The Effect of Long Non-Reproductive Periods on the Genital Health in Captive Female White Rhinoceros
American Association of Zoo Veterinarians Conference 2006
Robert Hermes1, Dr.; Thomas B. Hildebrandt1, Dr.; Christian Walzer2, Prof. Dr.; Frank Goeritz1, Dr.; Marilyn L. Patton3; Sandra Silinski4, Dr.; Mathew J. Anderson3, PhD; Catherine E. Reid1, DVM; Gudrun Wibbelt1, Dr.; Kristina Tomasova5, Dr.; Franz Schwarzenberger6, Prof., Dr.
1Institute for Zoo and Wildlife Research, Berlin, Germany; 2Institute of Animal Ecology, University of Veterinary Medicine, Vienna, Austria; 3CRES Conservation and Research for Endangered Species, Escondido, CA, USA; 4Allwetter Zoo Münster, Münster, Germany; 5Zoological Garden Dvur Králové, Dvur Králové nad Labem, Czech Republic; 6Institute for Biochemistry, University of Veterinary Medicine, Vienna, Austria


This study examined 48 southern and six northern white rhinoceros (Ceratotherium simum simum, C.s. cottoni) using ultrasound and fecal hormone analysis to elucidate causes for female reproductive failure and to determine whether long non-reproductive periods have a detrimental impact on genital health. Results showed that 76% of the nulliparous females had never been bred. Fifty-six percent of the studied population had reproductive pathology. The stages of the lesions in nulliparous females correlated with age. Due to the severity of the lesions, 28% of the study population was considered post reproductive. The reproductive lifespan in some individuals was 10–20 years short. However, in parous females the incidence of pathologic lesions was significantly lower.1 Seventy-eight percent of females studied had erratic or absent luteal activity. The hormone data corresponded with two ultrasonographic levels of ovarian activity, active and inactive, occurring within an age range of 3–19 y and 15–38 y, respectively. This suggests the lack of ovarian activity by reproductive mid-life in non-reproducing females. Our data suggest that the development of reproductive pathology and ovarian inactivity in white rhinoceros is an age-related consequence of long non-reproductive periods. This asymmetric ageing process it seems can be prevented with one pregnancy.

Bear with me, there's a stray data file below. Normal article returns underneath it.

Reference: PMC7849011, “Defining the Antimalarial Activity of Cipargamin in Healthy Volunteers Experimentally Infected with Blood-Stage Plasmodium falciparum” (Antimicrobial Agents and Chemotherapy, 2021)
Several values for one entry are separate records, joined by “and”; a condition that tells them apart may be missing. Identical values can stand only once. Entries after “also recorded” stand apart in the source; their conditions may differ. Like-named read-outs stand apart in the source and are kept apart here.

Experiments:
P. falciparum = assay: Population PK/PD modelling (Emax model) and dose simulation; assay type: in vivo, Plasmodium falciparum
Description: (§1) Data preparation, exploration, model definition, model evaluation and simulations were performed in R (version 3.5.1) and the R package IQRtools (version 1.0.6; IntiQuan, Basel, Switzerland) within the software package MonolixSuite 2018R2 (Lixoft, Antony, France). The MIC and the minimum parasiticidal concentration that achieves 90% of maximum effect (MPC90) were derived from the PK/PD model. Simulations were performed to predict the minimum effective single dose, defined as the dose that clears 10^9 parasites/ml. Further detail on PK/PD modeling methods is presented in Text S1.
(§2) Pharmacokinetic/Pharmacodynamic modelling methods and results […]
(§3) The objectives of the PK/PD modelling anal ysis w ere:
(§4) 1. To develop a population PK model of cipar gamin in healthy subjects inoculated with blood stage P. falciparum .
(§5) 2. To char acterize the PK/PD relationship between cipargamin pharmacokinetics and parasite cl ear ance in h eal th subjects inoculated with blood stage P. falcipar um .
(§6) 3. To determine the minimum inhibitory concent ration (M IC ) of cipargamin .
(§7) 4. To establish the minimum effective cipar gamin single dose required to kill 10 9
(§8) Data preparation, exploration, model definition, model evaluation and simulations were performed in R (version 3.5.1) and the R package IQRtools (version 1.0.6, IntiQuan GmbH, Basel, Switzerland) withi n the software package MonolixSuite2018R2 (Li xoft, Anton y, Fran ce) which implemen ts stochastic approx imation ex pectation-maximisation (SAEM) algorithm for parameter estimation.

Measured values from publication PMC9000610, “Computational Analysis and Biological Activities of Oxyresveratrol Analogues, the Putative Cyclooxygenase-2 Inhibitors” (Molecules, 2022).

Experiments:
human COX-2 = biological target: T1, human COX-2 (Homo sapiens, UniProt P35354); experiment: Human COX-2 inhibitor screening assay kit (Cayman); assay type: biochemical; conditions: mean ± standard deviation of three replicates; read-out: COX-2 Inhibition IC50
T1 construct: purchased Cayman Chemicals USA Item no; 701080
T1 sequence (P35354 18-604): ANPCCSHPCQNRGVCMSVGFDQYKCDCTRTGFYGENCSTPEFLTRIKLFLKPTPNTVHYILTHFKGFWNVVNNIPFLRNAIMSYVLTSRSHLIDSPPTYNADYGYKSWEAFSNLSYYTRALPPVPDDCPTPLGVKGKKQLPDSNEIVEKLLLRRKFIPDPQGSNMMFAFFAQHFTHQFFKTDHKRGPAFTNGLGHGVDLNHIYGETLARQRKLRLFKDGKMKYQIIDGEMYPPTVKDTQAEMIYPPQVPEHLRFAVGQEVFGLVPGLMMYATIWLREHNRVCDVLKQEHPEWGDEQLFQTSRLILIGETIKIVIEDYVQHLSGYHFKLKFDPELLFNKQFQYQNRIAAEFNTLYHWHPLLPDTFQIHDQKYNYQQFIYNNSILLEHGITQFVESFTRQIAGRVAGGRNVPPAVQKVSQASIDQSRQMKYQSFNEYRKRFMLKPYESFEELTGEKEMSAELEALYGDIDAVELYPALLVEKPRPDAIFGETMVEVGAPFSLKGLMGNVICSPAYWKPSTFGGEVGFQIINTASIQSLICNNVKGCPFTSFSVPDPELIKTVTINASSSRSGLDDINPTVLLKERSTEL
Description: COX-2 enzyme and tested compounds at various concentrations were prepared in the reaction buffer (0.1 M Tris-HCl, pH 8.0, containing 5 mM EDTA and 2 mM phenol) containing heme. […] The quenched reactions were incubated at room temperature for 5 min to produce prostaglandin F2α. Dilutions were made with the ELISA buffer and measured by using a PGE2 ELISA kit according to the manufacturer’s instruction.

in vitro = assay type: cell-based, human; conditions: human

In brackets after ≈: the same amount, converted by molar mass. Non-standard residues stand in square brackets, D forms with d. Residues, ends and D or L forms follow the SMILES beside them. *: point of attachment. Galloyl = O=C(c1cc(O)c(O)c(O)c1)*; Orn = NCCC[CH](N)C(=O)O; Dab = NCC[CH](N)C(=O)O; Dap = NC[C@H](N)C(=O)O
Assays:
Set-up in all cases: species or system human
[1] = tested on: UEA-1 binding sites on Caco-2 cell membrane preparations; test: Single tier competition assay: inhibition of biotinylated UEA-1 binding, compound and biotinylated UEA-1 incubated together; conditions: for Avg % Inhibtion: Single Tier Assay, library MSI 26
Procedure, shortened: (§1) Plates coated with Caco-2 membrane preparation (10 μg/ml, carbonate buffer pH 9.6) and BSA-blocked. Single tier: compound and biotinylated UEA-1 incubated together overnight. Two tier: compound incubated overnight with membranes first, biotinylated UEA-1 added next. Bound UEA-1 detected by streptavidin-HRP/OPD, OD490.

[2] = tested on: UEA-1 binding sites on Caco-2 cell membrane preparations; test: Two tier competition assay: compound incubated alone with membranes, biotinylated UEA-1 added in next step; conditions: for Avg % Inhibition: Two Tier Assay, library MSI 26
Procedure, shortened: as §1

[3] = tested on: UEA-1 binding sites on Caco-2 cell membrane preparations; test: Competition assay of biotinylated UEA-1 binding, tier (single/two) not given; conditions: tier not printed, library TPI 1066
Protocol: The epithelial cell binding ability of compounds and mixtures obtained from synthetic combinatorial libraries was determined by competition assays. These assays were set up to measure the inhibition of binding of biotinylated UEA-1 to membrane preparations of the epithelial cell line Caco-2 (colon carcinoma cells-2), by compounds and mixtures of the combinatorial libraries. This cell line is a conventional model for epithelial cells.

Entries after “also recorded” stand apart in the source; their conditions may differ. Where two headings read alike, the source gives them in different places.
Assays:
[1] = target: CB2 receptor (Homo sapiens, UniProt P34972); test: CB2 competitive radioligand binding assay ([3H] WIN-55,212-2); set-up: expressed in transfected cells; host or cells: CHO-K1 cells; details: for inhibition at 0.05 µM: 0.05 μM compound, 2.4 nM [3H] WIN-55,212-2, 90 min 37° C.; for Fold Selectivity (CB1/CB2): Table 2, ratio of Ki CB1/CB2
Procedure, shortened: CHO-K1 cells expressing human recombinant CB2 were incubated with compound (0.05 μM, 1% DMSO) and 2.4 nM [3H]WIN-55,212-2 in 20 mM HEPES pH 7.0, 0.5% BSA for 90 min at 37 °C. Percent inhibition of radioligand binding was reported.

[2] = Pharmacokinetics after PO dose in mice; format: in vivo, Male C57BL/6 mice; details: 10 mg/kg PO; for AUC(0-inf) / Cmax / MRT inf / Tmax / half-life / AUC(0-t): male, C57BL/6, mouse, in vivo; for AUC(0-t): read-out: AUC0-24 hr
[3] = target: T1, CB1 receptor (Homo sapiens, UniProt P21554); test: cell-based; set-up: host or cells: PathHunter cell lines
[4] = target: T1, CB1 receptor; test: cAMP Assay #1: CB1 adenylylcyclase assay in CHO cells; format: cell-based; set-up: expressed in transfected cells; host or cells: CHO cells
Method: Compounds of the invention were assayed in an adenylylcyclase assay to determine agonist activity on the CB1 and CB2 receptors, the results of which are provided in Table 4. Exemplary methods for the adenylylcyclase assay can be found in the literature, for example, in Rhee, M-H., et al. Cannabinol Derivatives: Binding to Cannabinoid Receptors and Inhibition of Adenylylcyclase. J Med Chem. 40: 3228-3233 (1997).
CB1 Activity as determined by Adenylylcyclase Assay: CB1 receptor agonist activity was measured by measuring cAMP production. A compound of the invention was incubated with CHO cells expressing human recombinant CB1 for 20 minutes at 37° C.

The International Rhino Foundation and SOS Rhino funded this work. The authors are grateful for financial support by the African Lion Safari, Cambridge, Canada; Burgers’ Zoo, Arnhem, Netherlands; La Palmyre Zoo, France; Wild Animal Park, Escondido, CA, USA. Our team pays tribute to the tremendous support and work of all our American and European colleagues in this study.

Literature Cited

1.  Hermes R., T.B. Hildebrandt, C. Walzer, F. Goeritz, M.L. Patton, S. Silinski, C.E. Reid, G. Wibbelt, K. Tomasova, and F. Schwarzenberger. 2005 The effect of long non-reproductive periods on the genital health in captive female white rhinoceroses (Ceratotherium simum simum, C.s. cottoni). Theriogenol. 65:1492–1515.


Speaker Information
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Dr. Robert Hermes
Institute for Zoo and Wildlife Research
Berlin, Germany

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